- Develop a detailed security checklist for site inspections and RFPs, including items such as smoke detectors and automated defibrillators.
- Assess the worst area of the hotel. If the back stairwells are littered with cigarette butts, it's not a good sign.
- Consider the cost of security in relation to other meeting functions. (We'll spend $100 per person for a dinner, but not $15 to keep them safe?)
- Make sure that you're hooked into the hotel's security. Since fire alarms, for example, typically go off only on the floor of the alarm and the floors immediately above and below it, you might never know that your attendees had been evacuated unless hotel security knows to contact you.
- For an offshore meeting, check into alternative forms of travel, such as cruise ships, that could be hired to get attendees home in case of an air travel shutdown.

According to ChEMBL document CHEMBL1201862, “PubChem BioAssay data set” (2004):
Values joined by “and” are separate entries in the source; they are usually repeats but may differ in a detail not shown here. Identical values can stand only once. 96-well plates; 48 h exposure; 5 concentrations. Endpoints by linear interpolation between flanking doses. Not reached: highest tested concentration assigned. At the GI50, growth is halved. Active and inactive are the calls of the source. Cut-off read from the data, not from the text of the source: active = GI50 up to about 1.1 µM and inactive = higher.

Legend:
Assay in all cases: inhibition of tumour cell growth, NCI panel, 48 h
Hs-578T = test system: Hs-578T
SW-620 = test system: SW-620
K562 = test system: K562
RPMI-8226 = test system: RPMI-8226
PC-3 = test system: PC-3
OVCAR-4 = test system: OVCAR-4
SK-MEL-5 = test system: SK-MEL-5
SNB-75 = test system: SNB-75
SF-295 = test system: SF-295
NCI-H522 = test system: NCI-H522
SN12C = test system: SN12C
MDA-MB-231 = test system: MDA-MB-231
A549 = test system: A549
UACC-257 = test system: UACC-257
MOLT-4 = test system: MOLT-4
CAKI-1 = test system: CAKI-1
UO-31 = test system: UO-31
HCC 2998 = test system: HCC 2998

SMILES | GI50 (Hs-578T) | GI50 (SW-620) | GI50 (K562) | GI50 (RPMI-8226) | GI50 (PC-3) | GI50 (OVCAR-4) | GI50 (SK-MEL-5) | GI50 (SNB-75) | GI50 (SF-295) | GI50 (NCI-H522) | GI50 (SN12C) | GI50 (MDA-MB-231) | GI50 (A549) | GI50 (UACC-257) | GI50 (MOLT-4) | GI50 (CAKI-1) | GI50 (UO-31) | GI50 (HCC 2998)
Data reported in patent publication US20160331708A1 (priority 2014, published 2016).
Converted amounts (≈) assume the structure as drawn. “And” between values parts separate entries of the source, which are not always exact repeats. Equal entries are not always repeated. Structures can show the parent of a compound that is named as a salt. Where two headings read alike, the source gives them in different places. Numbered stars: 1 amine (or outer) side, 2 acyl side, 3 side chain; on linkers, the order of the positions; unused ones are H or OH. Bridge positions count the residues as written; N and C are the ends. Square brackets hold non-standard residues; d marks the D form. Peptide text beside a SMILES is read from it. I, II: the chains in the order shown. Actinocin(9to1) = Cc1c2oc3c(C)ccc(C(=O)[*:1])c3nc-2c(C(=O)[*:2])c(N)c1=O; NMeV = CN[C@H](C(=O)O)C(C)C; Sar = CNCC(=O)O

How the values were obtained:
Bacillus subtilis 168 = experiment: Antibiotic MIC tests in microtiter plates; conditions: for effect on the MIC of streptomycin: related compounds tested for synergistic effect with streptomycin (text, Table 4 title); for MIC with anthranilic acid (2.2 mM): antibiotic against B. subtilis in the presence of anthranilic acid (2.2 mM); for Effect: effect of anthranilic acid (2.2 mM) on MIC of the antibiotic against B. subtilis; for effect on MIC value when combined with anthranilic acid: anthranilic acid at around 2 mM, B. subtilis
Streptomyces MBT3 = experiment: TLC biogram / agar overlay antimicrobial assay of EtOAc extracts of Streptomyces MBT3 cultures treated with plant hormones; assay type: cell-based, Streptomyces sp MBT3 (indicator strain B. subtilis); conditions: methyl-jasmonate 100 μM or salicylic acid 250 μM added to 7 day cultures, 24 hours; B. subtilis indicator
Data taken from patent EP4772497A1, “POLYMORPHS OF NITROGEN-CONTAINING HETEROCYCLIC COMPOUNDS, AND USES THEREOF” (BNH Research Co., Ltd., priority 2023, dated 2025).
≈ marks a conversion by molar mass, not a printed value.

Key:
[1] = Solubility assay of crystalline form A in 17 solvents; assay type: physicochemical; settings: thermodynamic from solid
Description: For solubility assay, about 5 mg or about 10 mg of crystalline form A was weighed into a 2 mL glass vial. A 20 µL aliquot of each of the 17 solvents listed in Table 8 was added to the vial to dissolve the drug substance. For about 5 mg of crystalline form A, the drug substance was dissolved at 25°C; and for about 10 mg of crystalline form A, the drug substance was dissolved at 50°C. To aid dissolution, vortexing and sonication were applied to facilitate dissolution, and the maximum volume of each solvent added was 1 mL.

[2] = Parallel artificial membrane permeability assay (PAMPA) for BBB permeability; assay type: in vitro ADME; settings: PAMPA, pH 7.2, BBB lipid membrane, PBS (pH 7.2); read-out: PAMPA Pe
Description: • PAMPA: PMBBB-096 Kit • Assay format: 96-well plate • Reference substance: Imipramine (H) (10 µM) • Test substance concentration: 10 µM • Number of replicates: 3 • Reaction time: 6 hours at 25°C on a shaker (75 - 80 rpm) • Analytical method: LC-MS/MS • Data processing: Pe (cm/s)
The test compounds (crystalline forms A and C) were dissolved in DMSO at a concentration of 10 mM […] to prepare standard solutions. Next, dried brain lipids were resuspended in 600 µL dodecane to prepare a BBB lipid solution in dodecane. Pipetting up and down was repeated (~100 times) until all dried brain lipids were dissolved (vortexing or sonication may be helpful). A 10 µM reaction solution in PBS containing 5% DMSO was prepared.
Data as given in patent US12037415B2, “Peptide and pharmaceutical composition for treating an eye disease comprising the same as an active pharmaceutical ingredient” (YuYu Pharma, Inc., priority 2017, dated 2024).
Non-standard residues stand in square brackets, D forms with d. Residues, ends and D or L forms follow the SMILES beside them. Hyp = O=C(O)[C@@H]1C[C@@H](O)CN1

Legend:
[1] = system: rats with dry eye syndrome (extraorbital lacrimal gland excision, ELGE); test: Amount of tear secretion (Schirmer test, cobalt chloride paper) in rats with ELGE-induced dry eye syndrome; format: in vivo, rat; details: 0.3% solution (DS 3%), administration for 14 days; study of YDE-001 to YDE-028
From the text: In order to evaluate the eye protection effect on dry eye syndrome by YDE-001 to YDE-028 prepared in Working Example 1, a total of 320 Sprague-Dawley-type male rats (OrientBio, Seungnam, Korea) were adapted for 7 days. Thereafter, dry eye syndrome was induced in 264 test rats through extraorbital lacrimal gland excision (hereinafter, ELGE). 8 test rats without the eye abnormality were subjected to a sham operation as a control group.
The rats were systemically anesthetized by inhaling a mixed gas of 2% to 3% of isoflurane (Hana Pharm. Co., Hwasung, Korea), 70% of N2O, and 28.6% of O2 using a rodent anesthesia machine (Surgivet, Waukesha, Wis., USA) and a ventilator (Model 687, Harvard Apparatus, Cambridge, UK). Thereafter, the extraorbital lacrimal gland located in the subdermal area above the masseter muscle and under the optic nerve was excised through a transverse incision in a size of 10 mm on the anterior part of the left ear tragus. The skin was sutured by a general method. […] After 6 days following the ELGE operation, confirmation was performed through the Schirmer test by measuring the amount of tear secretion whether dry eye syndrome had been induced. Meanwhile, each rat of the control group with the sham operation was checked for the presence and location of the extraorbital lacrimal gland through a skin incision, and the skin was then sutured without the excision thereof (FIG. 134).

- Create a 24-hour contact information list for all your executives, including the communications or public relations officer, who will be crucial in some situations.
- Get 24-hour emergency contact information for all attendees. It does you no good to call their office if they get into trouble at 3 a.m.
- Designate one security point person in case of an emergency.
- For an international trip, make sure you know how you'll get injured, sick, or deceased attendees home — just in case.
- Because of confidentiality issues, you have to be careful about asking about people's medical conditions, but do give them a way to provide that info.
Gleaned from the Insurance Conference Planners Association Educational Forum, held July 17 to 19 at the Ritz-Carlton, New Orleans.
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